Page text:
Coronary Heart Disease
Effects of dietary supplementation with alpha-tocopherol on myocardial
infarct size and ventricular arrhythmias.
Sebbag L; Forrat R; Canet E; Renaud S; Delaye J; de Lorgeril M
Journal of the American College of Cardiology 1994 Nov 15;24(6):1580-5
OBJECTIVES. We investigated whether dietary supplementation with the
antioxidant vitamin alpha-tocopherol (500 mg daily) might reduce lethal
ventricular arrhythmias and infarct size. BACKGROUND. Previous studies
suggested that dietary supplementation with alpha-tocopherol may be associated
with a reduced risk of ischemic heart disease. However, the mechanism
of this protection remains unknown. METHODS. Beagle dogs were randomized
to either a supplemented or a control group. Because of the low mortality
rate in the supplemented group, five dogs were added to the control group.
After 2 months, dogs were anesthetized and underwent a 2-h coronary artery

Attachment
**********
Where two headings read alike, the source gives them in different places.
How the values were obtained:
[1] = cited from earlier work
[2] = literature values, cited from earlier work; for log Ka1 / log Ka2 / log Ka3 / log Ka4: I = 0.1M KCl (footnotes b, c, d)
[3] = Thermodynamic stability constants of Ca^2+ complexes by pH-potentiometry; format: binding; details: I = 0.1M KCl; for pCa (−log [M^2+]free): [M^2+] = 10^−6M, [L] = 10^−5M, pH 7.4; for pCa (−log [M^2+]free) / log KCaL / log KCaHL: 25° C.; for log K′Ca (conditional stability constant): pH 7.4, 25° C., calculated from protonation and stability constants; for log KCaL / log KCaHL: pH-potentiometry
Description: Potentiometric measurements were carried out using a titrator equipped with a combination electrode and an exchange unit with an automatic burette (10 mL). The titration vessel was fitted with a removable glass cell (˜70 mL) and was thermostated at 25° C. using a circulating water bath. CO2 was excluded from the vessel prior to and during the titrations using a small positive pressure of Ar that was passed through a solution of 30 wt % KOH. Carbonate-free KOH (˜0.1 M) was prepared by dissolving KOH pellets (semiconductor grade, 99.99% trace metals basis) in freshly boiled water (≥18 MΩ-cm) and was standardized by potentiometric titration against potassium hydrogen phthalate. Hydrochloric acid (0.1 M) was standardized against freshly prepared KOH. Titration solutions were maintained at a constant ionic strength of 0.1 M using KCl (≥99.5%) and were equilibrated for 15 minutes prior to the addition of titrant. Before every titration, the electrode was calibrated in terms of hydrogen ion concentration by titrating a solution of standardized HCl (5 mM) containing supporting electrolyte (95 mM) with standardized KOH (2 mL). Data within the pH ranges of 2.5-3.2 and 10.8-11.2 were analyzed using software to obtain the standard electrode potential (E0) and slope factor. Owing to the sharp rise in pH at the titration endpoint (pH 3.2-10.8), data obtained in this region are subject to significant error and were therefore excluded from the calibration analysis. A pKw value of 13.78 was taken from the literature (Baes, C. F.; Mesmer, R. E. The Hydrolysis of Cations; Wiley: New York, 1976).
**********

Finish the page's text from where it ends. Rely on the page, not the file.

occlusion and 6-h reperfusion. Plasma vitamin E, retinol and malondialdehyde
concentrations were assessed in all dogs. RESULTS. Fourteen dogs (11 of
25 control vs. 3 of 19 supplemented dogs, p < 0.05) developed ventricular
fibrillation during either ischemia or reperfusion. Malondialdehyde concentrations
were higher in dogs that subsequently developed arrhythmias (2.7 +/- 0.2
mumol/liter, mean +/- SEM) compared with dogs that did not (2.1 +/- 0.2
mumol/liter, p = 0.03). Among survivors with significant ischemia, infarct
size was larger in supplemented (n = 12, 58.5 +/- 3.3% of area at risk)
than in control (n = 11, 41.9 +/- 6.5%, p < 0.04) dogs. In addition,
for a given collateral flow, supplemented dogs (n = 16) developed larger
infarct size than control dogs (n = 15, p < 0.001, analysis of covariance).
CONCLUSIONS. The data suggest that dietary alpha-tocopherol supplementation
prevented lethal ventricular arrhythmias associated with ischemia and
reperfusion. However, its influence on infarct size and long-term prognosis
warrants further investigation.